Although he never seems to win any popularity polls, Bill Holman is among the most respected and unique arrangers of the last 40 years of the 20th century. This CD features his band of the mid-'90s, an outfit that includes many of the top Los Angeles-based musicians. Holman's writing is often colorfully overcrowded (rewarding repeated listenings) yet logical, with the charts progressing and developing from beginning to end rather than repeating the same basic ideas continuously.
By 1964, when Soul Call was recorded, Kenny Burrell had established himself as one of the most admired guitarists in jazz. A guitarist of rare taste and musicality, Burrell shines in this small group with rhythm and blues leanings.
Recorded at the Van Gelder Studio, Hackensack, New Jersey on December 14, 1956 and May 24 & August 9, 1957. Originally released on Prestige (7133). Includes liner notes by Ira Gitler. Digitally remastered using 20-bit K2 Super Coding System technology. This is part of the Prestige Records 50th Anniversary Special Commemorative Edition series.
This is a very under-rated album. The complaints are that the strings are too syrupy, yet one of Chet's most critically successful albums was Chet With Strings. This album is just as good as that one or Grey December, which also has strings. In fact, while all the songs are very good, it's worth buying just for Sammy Cahn's "I Should Care", Chet playing the BEST version of that song I have ever heard, with a GREAT string arrangement!! If you like Chet, even casually, you can't go wrong with this charming album.
This is a fantastic example to the 60's Soul Jazz movement. Cox, an accomplished musician, didn't want to be a basketball coach. When he was growing up in Cincinnati, he wanted to be a great baseball player, another Jackie Robinson. And he wanted to be a great jazz saxophone player, another Charlie Parker. After graduating from Kentucky State, Cox came to Chicago with classmate Joe Henderson, the famed tenor sax player. They were en route to California to become professional musicians. But Cox never left. He found a home – and another occupation – on the South Side.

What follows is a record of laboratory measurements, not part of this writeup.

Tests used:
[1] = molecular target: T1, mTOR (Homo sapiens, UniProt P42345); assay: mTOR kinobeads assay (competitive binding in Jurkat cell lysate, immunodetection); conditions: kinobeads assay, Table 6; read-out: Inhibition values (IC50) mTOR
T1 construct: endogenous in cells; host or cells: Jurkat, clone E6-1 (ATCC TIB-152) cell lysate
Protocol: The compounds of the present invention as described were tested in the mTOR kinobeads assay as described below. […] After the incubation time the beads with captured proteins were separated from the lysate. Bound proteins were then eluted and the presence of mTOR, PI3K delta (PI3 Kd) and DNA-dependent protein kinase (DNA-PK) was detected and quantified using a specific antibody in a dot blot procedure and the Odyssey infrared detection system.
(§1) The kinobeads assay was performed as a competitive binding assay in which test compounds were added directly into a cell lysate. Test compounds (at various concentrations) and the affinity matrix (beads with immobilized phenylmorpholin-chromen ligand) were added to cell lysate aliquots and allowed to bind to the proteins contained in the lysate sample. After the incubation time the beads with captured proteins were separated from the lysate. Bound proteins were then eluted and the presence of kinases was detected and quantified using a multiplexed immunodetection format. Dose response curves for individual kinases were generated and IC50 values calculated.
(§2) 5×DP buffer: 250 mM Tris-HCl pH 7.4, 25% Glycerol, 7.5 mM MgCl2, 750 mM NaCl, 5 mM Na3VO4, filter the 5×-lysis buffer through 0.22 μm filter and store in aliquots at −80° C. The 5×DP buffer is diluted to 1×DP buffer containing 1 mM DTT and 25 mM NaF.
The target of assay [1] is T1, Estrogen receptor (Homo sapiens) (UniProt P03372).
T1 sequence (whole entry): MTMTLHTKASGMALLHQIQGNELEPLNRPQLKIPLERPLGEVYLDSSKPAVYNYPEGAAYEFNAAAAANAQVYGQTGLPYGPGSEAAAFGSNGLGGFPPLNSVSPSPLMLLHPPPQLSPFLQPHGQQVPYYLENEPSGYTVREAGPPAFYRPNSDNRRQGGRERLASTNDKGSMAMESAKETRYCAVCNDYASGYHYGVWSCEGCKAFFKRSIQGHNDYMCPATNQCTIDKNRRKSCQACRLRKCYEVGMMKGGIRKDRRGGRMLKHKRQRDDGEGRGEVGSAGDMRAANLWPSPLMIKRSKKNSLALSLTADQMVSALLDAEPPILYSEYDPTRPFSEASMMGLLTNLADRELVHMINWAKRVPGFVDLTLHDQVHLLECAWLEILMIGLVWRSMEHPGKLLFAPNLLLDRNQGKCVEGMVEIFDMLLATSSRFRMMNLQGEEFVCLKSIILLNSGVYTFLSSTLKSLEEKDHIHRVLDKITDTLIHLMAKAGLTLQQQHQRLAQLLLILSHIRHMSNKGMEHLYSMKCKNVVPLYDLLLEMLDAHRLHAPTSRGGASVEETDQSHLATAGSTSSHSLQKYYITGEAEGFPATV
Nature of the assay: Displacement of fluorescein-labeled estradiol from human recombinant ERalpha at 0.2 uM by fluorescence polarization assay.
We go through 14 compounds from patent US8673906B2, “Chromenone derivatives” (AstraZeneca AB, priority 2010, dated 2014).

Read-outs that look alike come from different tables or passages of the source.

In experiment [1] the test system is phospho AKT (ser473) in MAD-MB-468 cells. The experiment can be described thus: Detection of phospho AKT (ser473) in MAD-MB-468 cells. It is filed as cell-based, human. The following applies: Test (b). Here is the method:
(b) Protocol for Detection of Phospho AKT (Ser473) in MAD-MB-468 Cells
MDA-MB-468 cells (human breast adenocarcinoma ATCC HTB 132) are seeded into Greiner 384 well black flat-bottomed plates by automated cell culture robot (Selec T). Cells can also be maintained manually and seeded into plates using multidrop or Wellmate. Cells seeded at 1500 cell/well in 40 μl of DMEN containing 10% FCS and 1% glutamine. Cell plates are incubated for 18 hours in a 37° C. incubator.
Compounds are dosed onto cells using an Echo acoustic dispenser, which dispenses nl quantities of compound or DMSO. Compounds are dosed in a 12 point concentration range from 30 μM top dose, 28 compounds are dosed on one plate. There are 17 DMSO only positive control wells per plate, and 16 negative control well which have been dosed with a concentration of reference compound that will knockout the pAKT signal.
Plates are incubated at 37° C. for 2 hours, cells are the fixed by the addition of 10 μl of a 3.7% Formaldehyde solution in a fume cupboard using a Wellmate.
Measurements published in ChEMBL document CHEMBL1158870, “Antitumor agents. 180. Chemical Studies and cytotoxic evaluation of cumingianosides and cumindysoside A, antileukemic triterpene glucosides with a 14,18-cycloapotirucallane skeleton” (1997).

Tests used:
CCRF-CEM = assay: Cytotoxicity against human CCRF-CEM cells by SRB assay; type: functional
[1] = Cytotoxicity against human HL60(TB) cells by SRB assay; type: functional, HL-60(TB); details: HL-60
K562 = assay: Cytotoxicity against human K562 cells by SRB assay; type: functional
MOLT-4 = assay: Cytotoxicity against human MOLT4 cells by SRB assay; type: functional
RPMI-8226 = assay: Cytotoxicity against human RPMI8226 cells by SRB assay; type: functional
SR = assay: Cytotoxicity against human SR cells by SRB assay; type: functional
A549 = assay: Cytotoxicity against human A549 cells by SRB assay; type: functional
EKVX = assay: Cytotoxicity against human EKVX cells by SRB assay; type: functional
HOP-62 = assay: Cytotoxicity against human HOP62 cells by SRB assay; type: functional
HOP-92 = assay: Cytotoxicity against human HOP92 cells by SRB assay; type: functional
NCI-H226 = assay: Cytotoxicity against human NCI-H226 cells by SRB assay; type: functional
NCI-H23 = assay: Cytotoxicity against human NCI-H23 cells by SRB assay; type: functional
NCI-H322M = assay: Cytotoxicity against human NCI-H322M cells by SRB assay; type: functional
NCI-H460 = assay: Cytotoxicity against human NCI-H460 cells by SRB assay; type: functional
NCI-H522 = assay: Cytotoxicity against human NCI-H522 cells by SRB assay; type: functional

It was a sad day for cool jazz when Lennie Niehaus made film music – not jazz – his primary focus. From a jazz standpoint, the Los Angeles resident had so much going for him. Niehaus had an attractive tone along the lines of Lee Konitz and early Bud Shank, and he was a talented arranger to boot. Produced by Lester Koenig in L.A. in 1956, Lennie Niehaus, Vol. 5: The Sextet is quite representative of Niehaus' Contemporary output of the 1950s. This album finds Niehaus leading a sextet that boasts Bill Perkins on tenor sax and flute, Jimmy Giuffre on baritone sax, Stu Williamson on trumpet and valve trombone, Buddy Clark on upright bass, and Shelly Manne on drums – in other words, the cream of the southern California crop.
A strong early winner from Blue – recorded with an all-star group that includes Curtis Fuller, Jimmy Heath, Wynton Kelly, Sam Jones, and Philly Joe Jones. Mitchell's not necessarily the leader – Benny Golson and Jimmy Heath handled the arrangements – but the group overall is great, and the set has a nice mix of lyricality and hard bop groove. 9 numbers in all, including "Minor Vamp", "The Head", "Top Shelf", "Blue Soul", "The Way You Look Tonight", "Park Avenue Petite", "Polka Dots & Moonbeams", "Nica's Dream", and "Waverly Street".